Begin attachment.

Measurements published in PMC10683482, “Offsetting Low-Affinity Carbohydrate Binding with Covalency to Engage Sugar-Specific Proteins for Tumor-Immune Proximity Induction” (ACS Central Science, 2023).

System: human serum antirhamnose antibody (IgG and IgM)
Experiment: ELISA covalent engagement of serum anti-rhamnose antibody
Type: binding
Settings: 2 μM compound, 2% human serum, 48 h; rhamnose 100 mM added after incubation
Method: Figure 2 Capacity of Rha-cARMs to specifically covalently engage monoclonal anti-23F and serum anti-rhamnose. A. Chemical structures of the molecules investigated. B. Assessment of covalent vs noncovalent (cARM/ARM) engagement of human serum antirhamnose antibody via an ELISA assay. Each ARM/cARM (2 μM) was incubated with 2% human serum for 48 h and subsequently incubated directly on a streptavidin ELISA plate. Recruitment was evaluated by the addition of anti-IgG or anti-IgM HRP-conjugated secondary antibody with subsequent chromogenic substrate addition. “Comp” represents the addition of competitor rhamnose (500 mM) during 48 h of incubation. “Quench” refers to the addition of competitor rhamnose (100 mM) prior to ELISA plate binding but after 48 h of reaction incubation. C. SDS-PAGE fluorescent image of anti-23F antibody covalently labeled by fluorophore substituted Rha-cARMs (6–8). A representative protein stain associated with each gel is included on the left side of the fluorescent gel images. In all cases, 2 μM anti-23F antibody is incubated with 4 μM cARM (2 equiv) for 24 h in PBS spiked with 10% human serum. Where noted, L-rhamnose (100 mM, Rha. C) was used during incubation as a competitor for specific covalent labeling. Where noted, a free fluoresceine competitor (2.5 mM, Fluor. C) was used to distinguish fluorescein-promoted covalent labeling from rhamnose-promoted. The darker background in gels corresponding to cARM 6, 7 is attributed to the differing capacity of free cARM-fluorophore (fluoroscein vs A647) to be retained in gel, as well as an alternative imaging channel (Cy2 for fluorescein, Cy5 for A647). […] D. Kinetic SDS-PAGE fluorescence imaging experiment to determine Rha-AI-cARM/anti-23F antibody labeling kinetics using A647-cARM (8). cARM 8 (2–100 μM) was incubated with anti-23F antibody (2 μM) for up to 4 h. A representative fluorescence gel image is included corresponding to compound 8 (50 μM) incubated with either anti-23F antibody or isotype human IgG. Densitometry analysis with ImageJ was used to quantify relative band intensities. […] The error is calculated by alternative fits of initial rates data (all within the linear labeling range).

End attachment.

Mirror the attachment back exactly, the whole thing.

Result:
Measurements published in PMC10683482, “Offsetting Low-Affinity Carbohydrate Binding with Covalency to Engage Sugar-Specific Proteins for Tumor-Immune Proximity Induction” (ACS Central Science, 2023).

System: human serum antirhamnose antibody (IgG and IgM)
Experiment: ELISA covalent engagement of serum anti-rhamnose antibody
Type: binding
Settings: 2 μM compound, 2% human serum, 48 h; rhamnose 100 mM added after incubation
Method: Figure 2 Capacity of Rha-cARMs to specifically covalently engage monoclonal anti-23F and serum anti-rhamnose. A. Chemical structures of the molecules investigated. B. Assessment of covalent vs noncovalent (cARM/ARM) engagement of human serum antirhamnose antibody via an ELISA assay. Each ARM/cARM (2 μM) was incubated with 2% human serum for 48 h and subsequently incubated directly on a streptavidin ELISA plate. Recruitment was evaluated by the addition of anti-IgG or anti-IgM HRP-conjugated secondary antibody with subsequent chromogenic substrate addition. “Comp” represents the addition of competitor rhamnose (500 mM) during 48 h of incubation. “Quench” refers to the addition of competitor rhamnose (100 mM) prior to ELISA plate binding but after 48 h of reaction incubation. C. SDS-PAGE fluorescent image of anti-23F antibody covalently labeled by fluorophore substituted Rha-cARMs (6–8). A representative protein stain associated with each gel is included on the left side of the fluorescent gel images. In all cases, 2 μM anti-23F antibody is incubated with 4 μM cARM (2 equiv) for 24 h in PBS spiked with 10% human serum. Where noted, L-rhamnose (100 mM, Rha. C) was used during incubation as a competitor for specific covalent labeling. Where noted, a free fluoresceine competitor (2.5 mM, Fluor. C) was used to distinguish fluorescein-promoted covalent labeling from rhamnose-promoted. The darker background in gels corresponding to cARM 6, 7 is attributed to the differing capacity of free cARM-fluorophore (fluoroscein vs A647) to be retained in gel, as well as an alternative imaging channel (Cy2 for fluorescein, Cy5 for A647). […] D. Kinetic SDS-PAGE fluorescence imaging experiment to determine Rha-AI-cARM/anti-23F antibody labeling kinetics using A647-cARM (8). cARM 8 (2–100 μM) was incubated with anti-23F antibody (2 μM) for up to 4 h. A representative fluorescence gel image is included corresponding to compound 8 (50 μM) incubated with either anti-23F antibody or isotype human IgG. Densitometry analysis with ImageJ was used to quantify relative band intensities. […] The error is calculated by alternative fits of initial rates data (all within the linear labeling range).